Six months into his late-night gig for CBS, Tom Snyder found he was more than a talk show host. He was a network asset.
And darn proud of it. Proposed new owner Westinghouse Electric Corp. may choke a bit on CBS' third-place primetime schedule, but the Snyder-David Letterman nightcap is a smooth gulp."I picked up a newspaper and it talked about the relative strengths and weaknesses of the network. I'm pleased to note it listed as a CBS strength the late-night lineup," Snyder said.
That "The Late Late Show with Tom Snyder" is prospering might come as a surprise to those who predicted the veteran broadcaster was the wrong type (read: old) for discriminating audiences (read: young).
But Snyder, at 59, has proved he still has the chops to draw the right guests and the viewers who want to see them - enough to keep up with the likes of baby-faced competitor Conan O'Brien.
NBC's "Late Night with Conan O'Brien" has maintained the 1.9 average rating it had pre-Snyder. But Snyder's show is averaging a respectable 1.5 rating, according to CBS (each point represents 959,000 TV households).
In the 13 TV markets where the two shows go head-to-head, Snyder matches O'Brien's 2.3 average rating.
And those advertiser-coveted 18-49 viewers? O'Brien attracts an average 1.2 million; Snyder is just shy of 1 million with a 980,000 per-show average.
That's with Snyder's disadvantage - and we're not talking about silver locks.
When his "Late Late Show" began, it aired live in just 38 percent of the country. It showed later on tape in some markets because those CBS stations had existing commitments to air syndicated fare like "Cheers."
A few markets, aren't airing Snyder at all.
In Utah, the show will make its debut on Monday, Sept. 11 at 12:35 a.m. on Ch. 2 - the day that that station becomes the local CBS outlet.
"Late Late Show" has improved to a 53 percent clearance, but that's still akin to swinging with one hand tied: O'Brien's show has a 96 percent clearance rate.
CBS hopes to improve the odds as syndication contracts expire and more stations put Snyder on live at his appointed 11:35 p.m. time period, after "The Late Show With David Letterman."
(Utah's Ch. 2 is one of those with a syndication contract it must
honor. Thus, for the first year, the syndicated talk show "Carnie" will air at 11:35 p.m., between Letterman and Snyder. But Snyder will move up to the time slot right after Letterman in the fall of 1996.)
How does Snyder feel about matters at the halfway mark of Year One? Routed from bed for an early interview - 10:30 a.m., actually, but the guy doesn't get to sleep until 2 or 3 a.m. - he seems pretty pleased.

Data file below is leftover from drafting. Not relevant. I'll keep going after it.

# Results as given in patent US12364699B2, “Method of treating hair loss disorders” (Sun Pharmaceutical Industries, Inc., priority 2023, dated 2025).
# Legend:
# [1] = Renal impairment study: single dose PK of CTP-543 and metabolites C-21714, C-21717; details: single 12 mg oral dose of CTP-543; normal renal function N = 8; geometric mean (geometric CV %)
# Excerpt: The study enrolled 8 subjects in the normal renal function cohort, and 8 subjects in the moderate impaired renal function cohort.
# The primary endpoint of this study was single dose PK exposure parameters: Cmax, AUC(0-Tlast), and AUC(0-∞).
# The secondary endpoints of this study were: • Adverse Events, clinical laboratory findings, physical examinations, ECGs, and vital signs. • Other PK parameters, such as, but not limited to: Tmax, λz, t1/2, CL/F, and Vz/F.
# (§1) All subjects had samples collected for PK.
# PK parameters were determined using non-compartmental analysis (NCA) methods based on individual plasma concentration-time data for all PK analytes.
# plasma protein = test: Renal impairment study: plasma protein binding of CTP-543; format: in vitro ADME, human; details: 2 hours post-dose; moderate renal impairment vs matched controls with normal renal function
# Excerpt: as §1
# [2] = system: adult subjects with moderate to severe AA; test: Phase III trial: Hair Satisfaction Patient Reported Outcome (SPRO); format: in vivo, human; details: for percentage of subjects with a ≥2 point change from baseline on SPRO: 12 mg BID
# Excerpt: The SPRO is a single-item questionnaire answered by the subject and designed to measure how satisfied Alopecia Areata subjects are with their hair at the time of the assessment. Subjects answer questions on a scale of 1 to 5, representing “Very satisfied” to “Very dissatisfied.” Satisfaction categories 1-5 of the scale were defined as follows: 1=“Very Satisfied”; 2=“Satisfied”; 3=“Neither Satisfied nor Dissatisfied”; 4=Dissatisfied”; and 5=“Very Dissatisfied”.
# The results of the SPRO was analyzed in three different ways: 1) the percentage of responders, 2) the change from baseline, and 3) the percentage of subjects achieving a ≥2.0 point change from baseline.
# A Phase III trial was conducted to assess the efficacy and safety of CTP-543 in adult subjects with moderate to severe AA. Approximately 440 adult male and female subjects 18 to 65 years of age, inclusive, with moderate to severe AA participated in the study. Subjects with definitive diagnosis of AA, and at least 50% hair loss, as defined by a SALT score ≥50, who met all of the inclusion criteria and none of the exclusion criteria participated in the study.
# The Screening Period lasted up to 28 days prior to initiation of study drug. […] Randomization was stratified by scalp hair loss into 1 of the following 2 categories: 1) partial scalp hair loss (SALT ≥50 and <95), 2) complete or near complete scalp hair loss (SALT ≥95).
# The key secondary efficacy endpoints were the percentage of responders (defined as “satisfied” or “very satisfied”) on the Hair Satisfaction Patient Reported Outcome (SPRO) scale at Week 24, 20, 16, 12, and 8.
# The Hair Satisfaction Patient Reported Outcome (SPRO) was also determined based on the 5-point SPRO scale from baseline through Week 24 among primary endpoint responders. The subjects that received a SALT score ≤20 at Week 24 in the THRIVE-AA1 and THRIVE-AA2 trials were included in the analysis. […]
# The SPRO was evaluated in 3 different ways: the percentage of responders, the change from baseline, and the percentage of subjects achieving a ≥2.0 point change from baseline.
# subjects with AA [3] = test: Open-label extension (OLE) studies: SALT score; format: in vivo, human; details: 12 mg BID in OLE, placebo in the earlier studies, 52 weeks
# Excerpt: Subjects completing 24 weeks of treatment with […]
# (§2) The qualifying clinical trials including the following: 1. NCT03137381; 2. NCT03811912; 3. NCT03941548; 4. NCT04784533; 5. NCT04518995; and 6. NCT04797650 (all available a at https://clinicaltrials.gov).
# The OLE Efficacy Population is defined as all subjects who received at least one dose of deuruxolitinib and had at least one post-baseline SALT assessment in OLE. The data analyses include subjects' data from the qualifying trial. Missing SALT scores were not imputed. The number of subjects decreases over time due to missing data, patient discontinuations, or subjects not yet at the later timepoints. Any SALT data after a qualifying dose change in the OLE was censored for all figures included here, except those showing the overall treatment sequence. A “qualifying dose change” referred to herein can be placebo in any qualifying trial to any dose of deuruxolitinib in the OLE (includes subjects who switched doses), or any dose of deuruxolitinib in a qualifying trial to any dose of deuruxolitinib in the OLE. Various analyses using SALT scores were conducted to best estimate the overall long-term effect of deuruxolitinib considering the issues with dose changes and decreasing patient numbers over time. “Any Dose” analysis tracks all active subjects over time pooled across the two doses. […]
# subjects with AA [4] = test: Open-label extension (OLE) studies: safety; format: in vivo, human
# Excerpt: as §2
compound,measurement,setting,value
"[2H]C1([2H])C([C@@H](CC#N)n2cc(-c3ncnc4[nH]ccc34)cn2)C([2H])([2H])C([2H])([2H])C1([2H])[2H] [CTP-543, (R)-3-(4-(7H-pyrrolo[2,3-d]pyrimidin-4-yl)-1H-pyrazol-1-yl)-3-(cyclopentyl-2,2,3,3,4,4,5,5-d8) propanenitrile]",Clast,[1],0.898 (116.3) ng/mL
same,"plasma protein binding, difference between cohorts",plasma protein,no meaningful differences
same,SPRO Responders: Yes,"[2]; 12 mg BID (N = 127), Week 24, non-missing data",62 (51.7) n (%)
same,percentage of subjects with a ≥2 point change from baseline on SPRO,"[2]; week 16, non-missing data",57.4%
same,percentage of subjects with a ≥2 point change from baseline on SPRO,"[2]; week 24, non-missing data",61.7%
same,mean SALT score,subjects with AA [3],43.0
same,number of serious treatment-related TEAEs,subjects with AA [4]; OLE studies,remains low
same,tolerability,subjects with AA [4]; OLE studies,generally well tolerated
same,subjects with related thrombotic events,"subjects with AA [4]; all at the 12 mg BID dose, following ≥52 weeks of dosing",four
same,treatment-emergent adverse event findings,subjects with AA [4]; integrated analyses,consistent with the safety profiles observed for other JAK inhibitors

His rat-tat-tat television cadence is slowed a bit by morning hoarseness, but it doesn't take him long to pick up steam.
"I don't really play the ratings game that much because I realize that at this particular time, considering the clearance handicap we have, ratings do not really reflect what we're doing," says Snyder.
So how to judge his performance? Content, he offers: "What we've done is given the television audience an alternative."
Unlike the comic emphasis of Leno, Letterman and O'Brien, Snyder's call-in show "relies on intelligent and, I hope, entertaining conversation to drive it."
It is "the last bastion, the last outpost in the legacy of David Susskind and David Frost and Jack Parr - and, to a certain degree, Johnny Carson - in doing programs that are driven by conversation," Snyder says.
Top talkers all, and Snyder ranks with them. He started out as a radio and TV reporter and got his first television talk show, coincidentally enough, on a Westinghouse-owned station in the 1960s.
"On Channel 3 in Philadelphia at 9 o'clock in the morning," he recalls. "And what a concept: Tom and a guest and phone calls. What a revolutionary concept, right?"
Snyder's talent for lively inquisition was further honed by nine years on NBC's "Tomorrow," television's first wee-hours talk show (airing from 1973-82).
On "Tomorrow," a curl of cigarette smoke added atmosphere. The TV nicotine habit is broken, but not the spell. Snyder still works his magic on guests ranging from writer Pat Conroy to Tom Selleck to Oral Roberts.
He's unsurprised that younger viewers are among his fans.
"As I said to some people before we started, you have no idea what's coming here. If it's good, if it's entertaining, people will watch it. And they don't care about the age of the guest, they don't care about the age of the host."